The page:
Head, Digital Scholarship Project Planning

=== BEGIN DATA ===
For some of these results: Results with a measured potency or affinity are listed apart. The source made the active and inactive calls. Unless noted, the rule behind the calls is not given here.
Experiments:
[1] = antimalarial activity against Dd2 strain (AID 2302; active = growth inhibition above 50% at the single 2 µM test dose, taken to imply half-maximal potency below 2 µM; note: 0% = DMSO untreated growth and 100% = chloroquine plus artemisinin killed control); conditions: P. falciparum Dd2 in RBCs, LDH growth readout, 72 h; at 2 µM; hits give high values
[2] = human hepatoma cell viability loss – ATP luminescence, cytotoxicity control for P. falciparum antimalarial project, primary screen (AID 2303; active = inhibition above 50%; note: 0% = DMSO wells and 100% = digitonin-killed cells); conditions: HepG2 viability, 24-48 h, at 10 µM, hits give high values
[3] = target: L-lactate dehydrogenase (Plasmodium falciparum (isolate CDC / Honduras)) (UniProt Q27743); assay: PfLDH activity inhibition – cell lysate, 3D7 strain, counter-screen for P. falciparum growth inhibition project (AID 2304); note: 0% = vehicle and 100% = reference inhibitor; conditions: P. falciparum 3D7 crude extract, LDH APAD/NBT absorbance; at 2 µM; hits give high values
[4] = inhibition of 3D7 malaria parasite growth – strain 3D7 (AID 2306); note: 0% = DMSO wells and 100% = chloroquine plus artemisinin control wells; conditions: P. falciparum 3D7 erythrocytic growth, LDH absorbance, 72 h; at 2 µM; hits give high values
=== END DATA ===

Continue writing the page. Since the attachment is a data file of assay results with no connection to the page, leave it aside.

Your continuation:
Staff in digital scholarship centers often assist with a variety of digital projects that require different methodologies and skill sets, and so the projects can be hard to organize and manage. This project briefing focuses on a framework that the Center for Digital Scholarship at Brown University has created over the past year to flexibly adapt project planning documents around the experience of the given team and the technical and theoretical skills the project requires. In digital scholarship, planning for a project that involves methods that the specialists are deeply knowledgeable about requires a different approach from a project that involves substantial experimentation and learning along the way. Digital scholarship work more often falls into the latter category. In this briefing, I offer one way for digital scholarship centers to plan projects based on the knowledge their staff have and the knowledge their staff want to have. I also share the project planning templates from Brown University’s Center for Digital Scholarship that we created to organize our projects now and preserve them into the future. One of these templates is our newly released close out report, a template that contains questions and checklists to ensure that all necessary information about a recently completed project is available in a short two-page brief.